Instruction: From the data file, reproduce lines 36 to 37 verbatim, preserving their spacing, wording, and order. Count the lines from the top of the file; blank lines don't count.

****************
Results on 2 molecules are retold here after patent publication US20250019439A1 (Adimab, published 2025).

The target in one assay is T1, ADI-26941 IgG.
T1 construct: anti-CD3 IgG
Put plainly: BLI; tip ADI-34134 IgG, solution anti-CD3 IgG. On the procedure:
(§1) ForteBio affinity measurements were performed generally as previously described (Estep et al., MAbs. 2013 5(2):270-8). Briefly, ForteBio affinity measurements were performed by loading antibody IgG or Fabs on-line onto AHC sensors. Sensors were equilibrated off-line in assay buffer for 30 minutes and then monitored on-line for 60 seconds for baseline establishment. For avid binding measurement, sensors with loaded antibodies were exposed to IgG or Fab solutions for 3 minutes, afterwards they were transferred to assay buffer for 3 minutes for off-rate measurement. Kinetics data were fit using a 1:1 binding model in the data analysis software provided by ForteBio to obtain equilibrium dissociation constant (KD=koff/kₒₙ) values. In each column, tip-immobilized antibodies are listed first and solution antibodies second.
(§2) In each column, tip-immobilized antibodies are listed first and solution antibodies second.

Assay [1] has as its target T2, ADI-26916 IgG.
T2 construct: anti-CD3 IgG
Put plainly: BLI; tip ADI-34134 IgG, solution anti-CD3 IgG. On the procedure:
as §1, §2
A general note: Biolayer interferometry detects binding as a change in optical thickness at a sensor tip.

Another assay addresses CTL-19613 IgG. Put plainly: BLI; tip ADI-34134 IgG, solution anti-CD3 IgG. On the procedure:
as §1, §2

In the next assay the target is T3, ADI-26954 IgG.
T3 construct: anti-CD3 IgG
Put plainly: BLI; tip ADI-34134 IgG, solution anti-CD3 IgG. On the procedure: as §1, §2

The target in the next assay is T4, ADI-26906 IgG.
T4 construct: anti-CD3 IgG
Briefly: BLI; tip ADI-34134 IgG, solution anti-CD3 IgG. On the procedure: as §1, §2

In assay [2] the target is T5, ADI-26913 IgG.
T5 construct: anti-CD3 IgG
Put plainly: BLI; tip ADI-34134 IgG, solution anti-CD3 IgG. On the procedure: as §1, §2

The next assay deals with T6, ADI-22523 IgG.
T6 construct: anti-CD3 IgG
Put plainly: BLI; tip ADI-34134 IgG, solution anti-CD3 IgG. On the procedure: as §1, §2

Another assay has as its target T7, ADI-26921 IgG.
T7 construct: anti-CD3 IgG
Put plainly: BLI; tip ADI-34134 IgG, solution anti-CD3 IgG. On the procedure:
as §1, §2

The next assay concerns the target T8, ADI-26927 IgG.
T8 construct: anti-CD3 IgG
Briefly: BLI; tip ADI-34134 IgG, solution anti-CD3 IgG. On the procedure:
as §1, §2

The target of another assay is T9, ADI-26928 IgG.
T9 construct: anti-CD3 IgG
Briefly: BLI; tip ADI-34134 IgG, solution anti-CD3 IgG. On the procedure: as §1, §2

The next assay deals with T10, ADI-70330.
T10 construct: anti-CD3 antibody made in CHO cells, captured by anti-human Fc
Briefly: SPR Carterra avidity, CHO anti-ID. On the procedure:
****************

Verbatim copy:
Briefly: BLI; tip ADI-34134 IgG, solution anti-CD3 IgG. On the procedure: as §1, §2

The next assay deals with T10, ADI-70330.